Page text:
Sunday, April 15, 2018

Happiness is... the Tulip Fairy and Elf Festival in Boulder

 Spring in Boulder is a wonderful time of year. For one thing, winter is OVER! I'm so happy to have survived those cold, dark days and to have many months ahead of warm weather to look forward to.

And even though we do get a few Spring snow storms here in the Boulder area, we have plenty of sunny days, more daylight hours, and we see the Spring flowers making their colorful appearance.

One of my favorite Boulder spots is Pearl Street and I especially love it when the tulips are in bloom. There's an annual Tulip and Elf festival where kids come dressed up as fairies and elves (well, that's the idea... There are LOTS of little girls with wings and beautiful fairy princess dresses, but not as many elves.  The boys are more often pirates or, in the case of my grandson, a pineapple.)

Since I have a collection of funky hats, glasses, and costumes, I let my grand-kids rummage through my stash before we headed out for the festivities. Once we arrived, we were able to get the requisite wings for my granddaughter, and my grandson got a pirate flag and bow and arrow to go with his 'costume.' Even though these things had nothing to do with either elves or pineapples those were the 'boy props' that were available and he seemed very happy with them.

I wore a bunch of purple (my standard 'Super Carpe Diem Woman color)... Next year, I'll really have to find some wings to complete my look.

In summary, the things about this day that really made me happy were:

  • Spending the afternoon with my grandchildren
  • Dressing up in fun costumes
  • Seeing all the beautiful fairies and 'elves'
  • Sunny weather
  • Flowers on Pearl Street!
  • Pretty butterfly face paints
  • Watching the fairies and elves dance to live music
  • Enjoying a beautiful Boulder tradition!

Friday, April 06, 2018

Happiness is.. Days for Girls

A couple of weeks ago, my friend, Shelley Gordon, asked if I might be able to volunteer at some workshops she was hosting.  Here's what her message said:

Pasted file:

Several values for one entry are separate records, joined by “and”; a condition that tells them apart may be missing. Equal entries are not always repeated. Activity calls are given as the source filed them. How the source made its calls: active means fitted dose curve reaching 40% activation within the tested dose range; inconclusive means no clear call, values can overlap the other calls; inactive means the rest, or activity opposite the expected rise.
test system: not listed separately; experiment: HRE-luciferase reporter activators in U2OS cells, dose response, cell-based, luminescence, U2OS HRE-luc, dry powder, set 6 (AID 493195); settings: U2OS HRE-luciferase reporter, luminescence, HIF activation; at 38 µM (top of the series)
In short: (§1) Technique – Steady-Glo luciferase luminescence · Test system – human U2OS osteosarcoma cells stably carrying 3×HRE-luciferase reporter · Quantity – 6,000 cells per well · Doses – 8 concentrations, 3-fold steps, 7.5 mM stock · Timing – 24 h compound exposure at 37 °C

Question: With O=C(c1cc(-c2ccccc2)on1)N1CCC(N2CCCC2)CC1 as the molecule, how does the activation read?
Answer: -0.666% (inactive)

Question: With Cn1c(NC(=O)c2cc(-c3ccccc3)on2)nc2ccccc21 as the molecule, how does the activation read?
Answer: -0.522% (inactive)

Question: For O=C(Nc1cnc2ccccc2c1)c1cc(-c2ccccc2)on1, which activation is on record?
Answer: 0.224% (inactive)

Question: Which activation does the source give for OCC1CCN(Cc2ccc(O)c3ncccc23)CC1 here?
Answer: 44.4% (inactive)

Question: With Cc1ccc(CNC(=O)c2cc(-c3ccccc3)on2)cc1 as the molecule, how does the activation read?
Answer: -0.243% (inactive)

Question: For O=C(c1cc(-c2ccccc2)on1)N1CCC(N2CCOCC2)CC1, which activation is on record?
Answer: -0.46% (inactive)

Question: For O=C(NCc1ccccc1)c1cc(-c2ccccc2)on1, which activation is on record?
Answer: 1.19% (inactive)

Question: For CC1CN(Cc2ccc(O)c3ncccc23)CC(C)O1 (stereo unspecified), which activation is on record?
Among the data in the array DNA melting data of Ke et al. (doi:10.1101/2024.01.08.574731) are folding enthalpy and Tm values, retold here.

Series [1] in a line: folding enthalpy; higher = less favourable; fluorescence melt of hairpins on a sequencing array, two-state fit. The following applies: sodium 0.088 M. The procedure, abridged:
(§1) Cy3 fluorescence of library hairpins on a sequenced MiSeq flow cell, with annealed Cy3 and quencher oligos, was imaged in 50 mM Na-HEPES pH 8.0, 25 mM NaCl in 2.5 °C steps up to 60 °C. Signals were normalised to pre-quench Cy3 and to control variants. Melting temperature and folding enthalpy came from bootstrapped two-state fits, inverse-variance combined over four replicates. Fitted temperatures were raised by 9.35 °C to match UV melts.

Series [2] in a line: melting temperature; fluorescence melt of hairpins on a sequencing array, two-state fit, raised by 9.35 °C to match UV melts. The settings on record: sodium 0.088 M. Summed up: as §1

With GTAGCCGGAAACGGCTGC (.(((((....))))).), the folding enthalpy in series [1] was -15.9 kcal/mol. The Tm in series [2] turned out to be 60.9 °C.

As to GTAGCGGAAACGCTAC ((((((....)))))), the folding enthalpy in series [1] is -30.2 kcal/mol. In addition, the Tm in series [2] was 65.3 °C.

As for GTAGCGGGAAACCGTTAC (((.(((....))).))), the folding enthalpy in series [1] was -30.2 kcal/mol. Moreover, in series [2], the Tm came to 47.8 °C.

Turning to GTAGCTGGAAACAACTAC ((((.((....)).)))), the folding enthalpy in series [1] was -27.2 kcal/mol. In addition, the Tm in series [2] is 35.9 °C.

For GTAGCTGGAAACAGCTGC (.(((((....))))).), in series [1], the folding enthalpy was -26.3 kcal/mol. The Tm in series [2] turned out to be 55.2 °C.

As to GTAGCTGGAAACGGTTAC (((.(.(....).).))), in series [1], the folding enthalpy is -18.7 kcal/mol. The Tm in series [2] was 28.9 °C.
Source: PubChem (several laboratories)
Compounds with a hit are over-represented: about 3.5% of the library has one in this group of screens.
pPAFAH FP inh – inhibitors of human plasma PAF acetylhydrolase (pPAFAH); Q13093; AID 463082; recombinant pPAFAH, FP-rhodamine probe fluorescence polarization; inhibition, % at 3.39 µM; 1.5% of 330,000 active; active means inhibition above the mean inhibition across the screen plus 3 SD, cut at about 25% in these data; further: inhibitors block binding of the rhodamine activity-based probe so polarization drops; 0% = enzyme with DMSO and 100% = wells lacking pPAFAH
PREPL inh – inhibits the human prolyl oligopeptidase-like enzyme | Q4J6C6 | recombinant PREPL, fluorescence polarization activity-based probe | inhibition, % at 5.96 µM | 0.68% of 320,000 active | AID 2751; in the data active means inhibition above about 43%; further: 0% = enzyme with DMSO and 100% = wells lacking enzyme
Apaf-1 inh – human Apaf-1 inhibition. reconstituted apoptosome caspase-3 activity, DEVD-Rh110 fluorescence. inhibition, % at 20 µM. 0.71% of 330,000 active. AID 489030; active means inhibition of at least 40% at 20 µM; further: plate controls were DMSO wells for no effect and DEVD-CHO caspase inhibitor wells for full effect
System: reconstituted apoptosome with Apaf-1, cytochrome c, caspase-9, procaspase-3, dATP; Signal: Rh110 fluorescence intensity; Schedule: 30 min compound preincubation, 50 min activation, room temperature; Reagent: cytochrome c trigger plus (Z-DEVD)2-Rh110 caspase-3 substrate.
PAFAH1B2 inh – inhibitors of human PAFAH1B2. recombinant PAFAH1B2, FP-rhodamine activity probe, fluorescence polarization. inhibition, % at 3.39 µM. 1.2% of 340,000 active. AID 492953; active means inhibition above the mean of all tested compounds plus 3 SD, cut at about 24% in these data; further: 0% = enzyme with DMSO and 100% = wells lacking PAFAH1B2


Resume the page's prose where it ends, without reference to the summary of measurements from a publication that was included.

Hi Yvette! Hope you are doing well. I wanted to invite you to come to our Days for Girls kit making team days. Days for Girls is a nonprofit who makes feminine hygiene kits for girls around the world who would otherwise miss school due to lack of supplies. The kits last 3 years which gives a girl back 6 months of school. I have started the Superior CO team and we are making 100 kits to go to Ghana this summer. Sewers and non-sewers are welcome as we have jobs for both. Jim and I took 91 kits to Tanzania when we went and I did the education program at a school there. It was an amazing experience.

In my usual sure-I'll-volunteer-some-day-when-I-have-more-time attitude, I was very non-committal, but asked if I could drop in for a little while.  I fall into the 'non-sewer' category..  That's one who does not sew..  Not to be confused with someone who doesn't live in the sewers like Ninja turtles.

When I walked into Shelley's home I saw stacks of brightly colored fabric cut neatly and ready for assembly. Shelley gave me a little of the history of Days for Girls..  she told me how in some cultures girls are separated from others and quietly sit on cardboard or rocks, basically excluded from society, while having their periods.

Geez. There were some pretty awful stories about what girls have to go through. It's funny how we don't know how lucky we have it here in the US.  I never once thought to be grateful for feminine hygiene supplies!

Thanks to a lot of volunteers like Shelley, kits are being created that provide girls with washable, brightly colored liners and shields, underwear, and soap, so that girls are able to continue to go to school and interact normally with others when they have their periods.

One quote from the Days for Girls Website that I love because it's very "Agile" is:

Developing the DfG Kit has been a labor of love. We've gone through 27 iterations, incorporating feedback from thousands of women and girls around the globe in the design process.

(I'm an "Agile coach" and one of things we teach is to "iterate," get feedback and keep improving!)

Even though I didn't do any sewing, I did help with some pinning of fabrics and told Shelley I would help spread the word.  I was very impressed and in admiration for all the work that's being done to help these girls.

If you want to help, leave a comment and I'll put you in touch with Shelley.  Or check out the Days for Girls site and find out how you can get involved.